We’re a day late; Justice Antonin Scalia turned 71 yesterday, on March 11. But better late than never. Does anyone know how Nino celebrated this august occasion?
On the subject of Justice Scalia’s age, here’s an interesting squib from Jan Crawford Greenburg’s most excellent new book, Supreme Conflict, describing how Justice Scalia edged out Judge Robert Bork as a SCOTUS nominee:

[T]he politics of the nomination turned on age and compatibility. Scalia edged out Bork on both. “It came down to the ten years,” one top official later explained. Scalia was almost a decade younger than Bork, and even though he smoked and drank, he also exercised regularly. [DOJ official William Bradford] Reynolds and his team concluded that Scalia was likely to be on the Court longer than Bork because he was in better health — an important consideration if Scalia was to be Reagan’s last nomination.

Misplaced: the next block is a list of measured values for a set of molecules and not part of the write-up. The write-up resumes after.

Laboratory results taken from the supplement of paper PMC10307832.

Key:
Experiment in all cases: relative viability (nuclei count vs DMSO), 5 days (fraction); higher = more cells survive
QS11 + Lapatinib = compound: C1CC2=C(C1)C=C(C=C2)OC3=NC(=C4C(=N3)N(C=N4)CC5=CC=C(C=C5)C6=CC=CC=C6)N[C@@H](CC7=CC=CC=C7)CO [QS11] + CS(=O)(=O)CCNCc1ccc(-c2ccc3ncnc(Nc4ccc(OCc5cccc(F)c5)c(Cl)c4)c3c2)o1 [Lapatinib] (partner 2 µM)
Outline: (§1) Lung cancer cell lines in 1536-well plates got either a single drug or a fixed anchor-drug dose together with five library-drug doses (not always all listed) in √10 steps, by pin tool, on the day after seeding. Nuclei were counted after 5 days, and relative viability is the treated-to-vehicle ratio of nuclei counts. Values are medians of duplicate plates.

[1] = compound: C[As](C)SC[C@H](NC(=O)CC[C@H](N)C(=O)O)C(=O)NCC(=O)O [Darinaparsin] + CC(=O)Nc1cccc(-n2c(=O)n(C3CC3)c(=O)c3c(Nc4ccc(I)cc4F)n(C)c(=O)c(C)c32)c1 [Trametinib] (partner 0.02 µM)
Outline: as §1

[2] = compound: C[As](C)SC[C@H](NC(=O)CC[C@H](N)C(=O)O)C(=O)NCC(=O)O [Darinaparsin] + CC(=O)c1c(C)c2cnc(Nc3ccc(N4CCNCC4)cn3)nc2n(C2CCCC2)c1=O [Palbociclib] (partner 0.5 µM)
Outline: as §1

Greenburg argues that nominating Scalia before Bork was a big mistake:

By nominating Scalia first, alongside the controversial Rehnquist, the White House used up all its political advantages. With Reagan at the height of his popularity and Republicans controlling the Senate, Bork would have been confirmed alongside Rehnquist — leaving the more loquacious and charming Scalia to emerge for the next nomination, all but daring senators to reject the court’s first Italian American nominee.

Hindsight is 20/20; but JCG is probably right about this. And considering that both Antonin Scalia and Robert Bork are alive and well today, in seemingly excellent health, both men would presumably have enjoyed long tenures on the Court had President Reagan switched the order of their nominations.
Happy birthday to Justice Antonin Scalia [How Appealing]


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